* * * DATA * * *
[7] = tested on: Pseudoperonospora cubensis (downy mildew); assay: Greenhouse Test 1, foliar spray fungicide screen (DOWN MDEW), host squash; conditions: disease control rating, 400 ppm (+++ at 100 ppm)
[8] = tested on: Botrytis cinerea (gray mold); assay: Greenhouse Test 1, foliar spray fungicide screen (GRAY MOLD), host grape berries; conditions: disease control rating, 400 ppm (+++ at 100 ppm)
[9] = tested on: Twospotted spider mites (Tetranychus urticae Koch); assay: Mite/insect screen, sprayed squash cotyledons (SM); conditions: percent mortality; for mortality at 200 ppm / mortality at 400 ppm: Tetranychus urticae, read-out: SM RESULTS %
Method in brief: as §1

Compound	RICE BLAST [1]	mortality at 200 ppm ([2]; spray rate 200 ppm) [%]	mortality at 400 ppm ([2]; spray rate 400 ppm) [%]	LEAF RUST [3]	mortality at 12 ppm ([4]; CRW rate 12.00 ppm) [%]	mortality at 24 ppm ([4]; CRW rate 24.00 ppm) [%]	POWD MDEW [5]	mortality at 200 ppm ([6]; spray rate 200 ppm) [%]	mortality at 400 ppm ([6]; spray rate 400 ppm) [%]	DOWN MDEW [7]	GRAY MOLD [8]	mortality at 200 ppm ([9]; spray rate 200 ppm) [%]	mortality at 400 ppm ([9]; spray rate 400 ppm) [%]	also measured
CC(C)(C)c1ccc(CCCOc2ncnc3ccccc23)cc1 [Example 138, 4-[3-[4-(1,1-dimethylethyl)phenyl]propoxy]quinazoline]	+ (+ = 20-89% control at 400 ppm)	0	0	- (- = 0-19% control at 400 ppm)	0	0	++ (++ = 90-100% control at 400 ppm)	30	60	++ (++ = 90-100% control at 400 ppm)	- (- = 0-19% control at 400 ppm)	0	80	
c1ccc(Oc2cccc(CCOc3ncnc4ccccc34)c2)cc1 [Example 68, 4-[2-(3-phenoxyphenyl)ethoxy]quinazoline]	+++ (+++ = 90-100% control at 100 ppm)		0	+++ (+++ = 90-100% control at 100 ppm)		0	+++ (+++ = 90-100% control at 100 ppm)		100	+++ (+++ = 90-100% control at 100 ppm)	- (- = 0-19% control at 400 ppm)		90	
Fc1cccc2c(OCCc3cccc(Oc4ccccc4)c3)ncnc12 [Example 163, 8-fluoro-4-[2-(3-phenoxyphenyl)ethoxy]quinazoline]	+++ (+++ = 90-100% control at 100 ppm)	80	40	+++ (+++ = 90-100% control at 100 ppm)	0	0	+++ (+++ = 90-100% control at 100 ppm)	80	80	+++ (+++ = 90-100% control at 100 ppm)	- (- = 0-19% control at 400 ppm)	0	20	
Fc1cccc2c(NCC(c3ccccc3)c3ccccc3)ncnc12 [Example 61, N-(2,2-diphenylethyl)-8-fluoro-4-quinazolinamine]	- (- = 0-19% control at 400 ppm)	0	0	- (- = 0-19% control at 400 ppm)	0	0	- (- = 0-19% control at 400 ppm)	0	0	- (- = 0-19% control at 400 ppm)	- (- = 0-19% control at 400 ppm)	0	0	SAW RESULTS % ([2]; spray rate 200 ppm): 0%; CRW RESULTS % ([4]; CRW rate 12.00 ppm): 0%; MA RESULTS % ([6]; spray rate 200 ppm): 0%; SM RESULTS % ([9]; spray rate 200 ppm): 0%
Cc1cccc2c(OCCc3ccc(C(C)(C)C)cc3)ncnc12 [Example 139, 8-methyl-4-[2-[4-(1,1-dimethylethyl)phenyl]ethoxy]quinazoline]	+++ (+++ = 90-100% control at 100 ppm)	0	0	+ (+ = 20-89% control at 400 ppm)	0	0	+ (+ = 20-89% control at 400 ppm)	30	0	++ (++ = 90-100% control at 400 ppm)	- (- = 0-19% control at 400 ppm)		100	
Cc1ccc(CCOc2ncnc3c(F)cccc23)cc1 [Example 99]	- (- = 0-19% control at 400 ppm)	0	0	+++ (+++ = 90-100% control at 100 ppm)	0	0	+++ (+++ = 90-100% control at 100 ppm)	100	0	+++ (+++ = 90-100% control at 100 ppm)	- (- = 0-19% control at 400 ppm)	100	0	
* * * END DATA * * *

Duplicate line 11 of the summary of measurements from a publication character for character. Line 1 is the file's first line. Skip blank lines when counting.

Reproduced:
Cc1ccc(CCOc2ncnc3c(F)cccc23)cc1 [Example 99]	- (- = 0-19% control at 400 ppm)	0	0	+++ (+++ = 90-100% control at 100 ppm)	0	0	+++ (+++ = 90-100% control at 100 ppm)	100	0	+++ (+++ = 90-100% control at 100 ppm)	- (- = 0-19% control at 400 ppm)	100	0	